The U.S. intervention in Libya is dividing commentators—some claim it a necessary step, others worry we’re doomed. Howard Kurtz on the hot media debate over Obama’s new war. Plus, complete coverage of Libya.
At first, President Obama’s decision to back military action against Libya—with the blessing of a U.N. resolution—seemed to take the media by surprise.
Major news organizations reported on the bombs and cruise missiles designed to enforce a no-fly zone, but fumbled when it came to the question of whether this was tantamount to a long-term commitment to oust Muammar Gaddafi.
Now that the commentators are weighing in, Obama’s move seems to have united the right and the center-left behind the barely debated military action—but not the most liberal players in the punditocracy.
The reasoning may vary. But where the neocons (who were big boosters of taking out Saddam) and the left-leaners (some of whom supported the invasion of Baghdad but many of whom came to regret it) believe we have a moral obligation to rescue those who would be crushed by Gaddafi—even though one could make the same argument about intervening in Bahrain or Yemen. The full-throated liberals (who almost uniformly opposed going into Iraq) say we can’t act as the world’s policeman and that the ill-advised intervention could mire us in a third war in a Muslim country.
On the conservative side, Weekly Standard Editor Bill Kristol —one of the most vocal cheerleaders for the Iraq war—is only sorry that Obama didn’t move faster: “Despite his doubts and dithering, President Obama is taking us to war in another Muslim country. Good for him.
The full-throated liberals (who almost uniformly opposed going into Iraq) say we can’t act as the world’s policeman.
“The president didn’t want this. He’s been so unhappy about such a possibility—so fearful of such an eventuality—that first he tied himself in knots trying to do nothing. Then he decided that, if he had to act, it would be good to boast that he was merely following the Arab League and subordinating American action to the U.N. Security Council. After all, nothing—nothing!—could be worse than the perception that the United States was ‘invading’ another Muslim country. “Rubbish. Our ‘invasions’ have in fact been liberations. We have shed blood and expended treasure in Kuwait in 1991, in the Balkans later in the 1990s, and in Afghanistan and Iraq—in our own national interest, of course, but also to protect Muslim peoples and help them free themselves. Libya will be America’s fifth war of Muslim liberation.”
The New Republic strikes a markedly similar tone in weighing the president’s action:
“It was a decision we wish he would have arrived at weeks ago. But it was the right decision. And Obama deserves credit for having made it…
"The most immediate goals of the mission were quite clear: first, to prevent a slaughter in Benghazi, a slaughter that Gaddafi himself had promised was only hours away; and second, to tip the balance of power in the rebellion away from Gaddafi, so that his forces were unable to retake any more of the country, thus extinguishing the resistance for good. On these terms, the intervention has already been a success.
“As for what comes next: It is difficult to say whether Western airpower can tip the balance of power toward the rebels so dramatically that they will be able to topple Gaddafi. We certainly hope so. But even if it does not, an intervention that at least allows the rebels to maintain a free zone in Libya will certainly be a better outcome than the alternative—a Libya reunited under Gaddafi’s iron control.”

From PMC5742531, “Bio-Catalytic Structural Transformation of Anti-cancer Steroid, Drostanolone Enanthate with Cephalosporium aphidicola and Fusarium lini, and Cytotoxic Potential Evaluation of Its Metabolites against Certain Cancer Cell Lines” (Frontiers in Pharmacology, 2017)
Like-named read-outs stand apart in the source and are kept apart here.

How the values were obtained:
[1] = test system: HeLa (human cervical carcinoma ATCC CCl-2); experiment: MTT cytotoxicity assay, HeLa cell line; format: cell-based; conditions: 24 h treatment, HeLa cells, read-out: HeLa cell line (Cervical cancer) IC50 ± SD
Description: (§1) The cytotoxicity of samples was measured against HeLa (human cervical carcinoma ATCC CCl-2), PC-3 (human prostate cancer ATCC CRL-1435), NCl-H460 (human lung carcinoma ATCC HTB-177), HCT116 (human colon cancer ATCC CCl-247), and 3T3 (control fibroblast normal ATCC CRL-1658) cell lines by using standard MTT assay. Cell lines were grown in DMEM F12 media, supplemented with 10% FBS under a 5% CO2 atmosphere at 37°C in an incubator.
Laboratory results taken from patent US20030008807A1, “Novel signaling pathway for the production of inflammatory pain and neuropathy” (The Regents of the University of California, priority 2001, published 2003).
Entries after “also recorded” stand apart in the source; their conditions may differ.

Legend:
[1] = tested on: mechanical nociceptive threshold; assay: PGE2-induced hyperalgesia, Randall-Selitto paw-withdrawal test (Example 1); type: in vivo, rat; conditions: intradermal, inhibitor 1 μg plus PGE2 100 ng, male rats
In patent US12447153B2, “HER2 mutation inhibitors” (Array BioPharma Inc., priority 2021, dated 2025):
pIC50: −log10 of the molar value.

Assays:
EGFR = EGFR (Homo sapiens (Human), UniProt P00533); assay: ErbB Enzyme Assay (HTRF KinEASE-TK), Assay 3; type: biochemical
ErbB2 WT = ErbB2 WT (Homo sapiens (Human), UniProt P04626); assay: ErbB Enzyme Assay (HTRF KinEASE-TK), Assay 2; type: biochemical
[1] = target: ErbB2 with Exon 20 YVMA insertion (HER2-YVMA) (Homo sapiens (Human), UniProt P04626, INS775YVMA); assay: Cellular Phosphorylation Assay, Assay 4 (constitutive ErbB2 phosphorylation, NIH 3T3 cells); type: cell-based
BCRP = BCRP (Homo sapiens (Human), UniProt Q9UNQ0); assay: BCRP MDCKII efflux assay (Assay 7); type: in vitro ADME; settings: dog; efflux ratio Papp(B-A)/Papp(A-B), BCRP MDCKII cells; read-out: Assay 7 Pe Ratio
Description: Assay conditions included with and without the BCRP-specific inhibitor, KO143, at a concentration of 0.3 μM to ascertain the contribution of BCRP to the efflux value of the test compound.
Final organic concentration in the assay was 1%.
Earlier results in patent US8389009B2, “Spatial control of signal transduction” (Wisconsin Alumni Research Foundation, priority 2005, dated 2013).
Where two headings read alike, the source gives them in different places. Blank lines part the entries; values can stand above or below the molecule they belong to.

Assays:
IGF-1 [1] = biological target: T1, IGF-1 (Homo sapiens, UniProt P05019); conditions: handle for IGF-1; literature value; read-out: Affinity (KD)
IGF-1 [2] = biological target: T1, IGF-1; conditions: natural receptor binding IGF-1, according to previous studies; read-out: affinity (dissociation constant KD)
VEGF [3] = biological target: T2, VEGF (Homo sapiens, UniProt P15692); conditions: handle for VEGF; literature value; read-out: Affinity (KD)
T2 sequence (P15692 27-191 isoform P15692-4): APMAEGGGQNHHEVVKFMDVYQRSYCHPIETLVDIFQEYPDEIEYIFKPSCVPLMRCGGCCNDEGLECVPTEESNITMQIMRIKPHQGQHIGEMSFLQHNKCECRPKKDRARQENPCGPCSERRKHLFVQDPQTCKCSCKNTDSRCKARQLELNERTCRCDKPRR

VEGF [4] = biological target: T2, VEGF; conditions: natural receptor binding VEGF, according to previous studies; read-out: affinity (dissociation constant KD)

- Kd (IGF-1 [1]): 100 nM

But TPM’s Josh Marshall says the military action seems doomed to failure: “A week ago a relatively limited intervention probably could have sealed the rebels' victory, preventing a reeling Qaddafi from fully mobilizing his heavy armaments. But where do we expect to get from this now? It's not clear to me how the best case scenario can be anything more than our maintaining a safe haven in Benghazi for the people who were about to be crushed because they'd participated in a failed rebellion. So Qaddafi reclaims his rule over all of Libya except this one city which has no government or apparent hope of anything better than permanent limbo. Where do we go with that?
“We're calling a time out on a really ugly situation the fundamental dynamics of which we aren't in any position to change. That sounds like a mess.”
And The Nation sees disturbing echoes of America’s other military conflicts:
“The language of the U.N. resolution, while it forbids ‘foreign occupation,’ is so broadly worded that many argue it amounts to an open-ended declaration of war against Libya. As is usually the case with military action, it's easy to make the argument for war with Libya and to begin hostilities; it's impossible to know when or how the conflict will end.
“Indeed, there is a worrying dimension to this intervention, in that it reflects a mindset that associates U.S. foreign policy, whether alone or as part of an allied force, with heroic crusades to bring down the bad guys. But it is exactly that mindset that has done so much damage in the Middle East over the years and that has saddled us with the costly burdens of two ongoing wars in Muslim lands.”
Unless Gaddafi is toppled in a short period of time, this debate—joined by Congress, which Obama circumvented—is going to intensify. And unlike Afghanistan and Iraq, Libya is clearly and unequivocally Obama’s war.
Howard Kurtz is The Daily Beast's Washington bureau chief. He also hosts CNN's weekly media program Reliable Sources on Sundays at 11 a.m. ET. The longtime media reporter and columnist for The Washington Post, Kurtz is the author of five books.